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Eleven Quotes About Social Networking For Educators

As you may already know, my school district has recently adopted a web-based program called My Big Campus, which is essentially a social networking site for the classroom. You can read more about in my earlier post, Teacher, Meet Technology. Since incorporating the program into my classroom, I’ve began to realize the value of social networking to education. Below are eleven quotes about social networking that I would like to share with fellow educators.

 

Why teachers need to embrace social networking in the classroom and why administrators should embrace social networking as a professional development tool

1) “More companies are discovering that an über-connected workplace is not just about implementing a new set of tools – it is also about embracing a cultural shift to create an open environment where employees are encouraged to share, innovate, and collaborate virtually.” – Karie Willyerd & Jeanne C. Meister, Harvardbusiness.org

2) “It’s natural online to go to the place where people are already consuming media. It’s less effort than to ask people to leave an environment they’re already in.” – Cheryl Calverley, U.K.’s Senior Global Manager for Axe Skin

3) “Social media is about sociology and psychology more than technology.” – Brian Solis, Principal of FutureWorks

4) “Innovation needs to be part of your culture. Consumers are transforming faster than we are, and if we don’t catch up, we’re in trouble.” – Ian Schafer, CEO of Deep Focus

5) “To ignore social networking would be like early man ignoring fire.” – Barry Ross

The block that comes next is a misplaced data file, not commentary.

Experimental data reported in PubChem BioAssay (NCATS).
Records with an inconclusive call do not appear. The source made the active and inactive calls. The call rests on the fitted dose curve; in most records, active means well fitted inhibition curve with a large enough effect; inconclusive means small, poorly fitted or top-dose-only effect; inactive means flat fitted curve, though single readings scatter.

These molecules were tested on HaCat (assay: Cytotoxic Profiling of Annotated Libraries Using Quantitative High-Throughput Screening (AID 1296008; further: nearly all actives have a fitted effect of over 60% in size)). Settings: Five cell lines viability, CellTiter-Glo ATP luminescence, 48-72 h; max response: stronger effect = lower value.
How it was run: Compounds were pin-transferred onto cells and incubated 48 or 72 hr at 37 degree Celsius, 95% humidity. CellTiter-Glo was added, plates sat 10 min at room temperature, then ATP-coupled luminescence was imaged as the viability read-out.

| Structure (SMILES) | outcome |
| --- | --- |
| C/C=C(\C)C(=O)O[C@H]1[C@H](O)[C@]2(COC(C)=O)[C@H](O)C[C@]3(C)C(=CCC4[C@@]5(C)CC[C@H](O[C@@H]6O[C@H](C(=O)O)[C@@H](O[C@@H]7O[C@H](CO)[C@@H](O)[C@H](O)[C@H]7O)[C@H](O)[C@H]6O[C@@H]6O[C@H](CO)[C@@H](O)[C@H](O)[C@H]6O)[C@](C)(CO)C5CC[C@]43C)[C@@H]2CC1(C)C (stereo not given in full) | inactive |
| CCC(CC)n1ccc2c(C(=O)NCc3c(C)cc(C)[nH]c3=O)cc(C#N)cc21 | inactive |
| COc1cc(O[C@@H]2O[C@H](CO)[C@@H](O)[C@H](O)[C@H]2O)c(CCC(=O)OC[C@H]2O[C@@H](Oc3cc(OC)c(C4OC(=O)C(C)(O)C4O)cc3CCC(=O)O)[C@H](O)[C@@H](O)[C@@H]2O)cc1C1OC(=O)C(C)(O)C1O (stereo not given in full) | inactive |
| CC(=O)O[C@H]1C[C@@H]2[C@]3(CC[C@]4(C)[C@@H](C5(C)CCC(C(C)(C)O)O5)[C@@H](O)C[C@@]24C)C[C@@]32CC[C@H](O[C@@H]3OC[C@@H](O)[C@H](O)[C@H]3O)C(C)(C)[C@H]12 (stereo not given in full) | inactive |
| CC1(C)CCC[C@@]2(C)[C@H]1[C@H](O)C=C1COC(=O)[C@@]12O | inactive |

Social networking and professionalism

6) “You can be professional while also ‘keeping it real’ with your customers. By interacting with customers in a less formal way, you’ll build a strong human connection that helps build brand loyalty.” – David Hauser

7) “How can you squander even one more day not taking advantage of the greatest shifts of our generation? How dare you settle for less when the world has made it so easy for you to be remarkable?” – Seth Godin, Seth’s Blog

 

How social networking can help you (and your students) succeed

8) “In the long history of humankind, those who learned to collaborate and improvise most effectively have prevailed.” – Charles Darwin

9) “Twitter represents a collective collaboration that manifests our ability to unconsciously connect kindred voices though the experiences that move us. As such, Twitter is a human seismograph.” – Brian Solis, Principal of FutureWorks

 

Why social networking isn’t a “quick fix” – you need to know how to use it

10) “Social Media can be an enabler and an accelerator of existing core capabilities, values, attributes, and plans. It can even be a catalyst for change. But it can’t magically create what doesn’t exist.” – Denise Zimmerman, President of NetPlus Marketing

11) “Social media is just a buzzword until you come up with a plan.” – Zach Dunn

 

iTube? No…YouTube!

I love YouTube. I am not the type of person who uses it every day or spends hours watching different videos, but I love how easy it is to find great videos and share them with my friends. Usually, I will get to YouTube videos through Facebook or Google, but once I am there I will watch a few of the recommended videos and post them to my Facebook page. I do, however, try to be selective with what I share.

According to Zwiers and Crawford in Academic Conversations, “popular modes of communication, such as video, podcasts, written texts, music, and images are mostly ‘one-way.’” (2011) They argue that these types of videos have a static message that cannot be adjusted after conversations, so to speak, with their viewers. I originally expressed my disagreement with this statement in my blog, which you can read here.

Needless to say, I was thrilled when I read Prensky’s article, which states “Perhaps the thing about You Tube that is least understood by people who do not use it regularly is that it is not just one way, or one-to-many, communication; it is designed to be, and very much is, two-way…Many users post ideas and opinions, looking for feedback, and many get large numbers of responses to their clips.”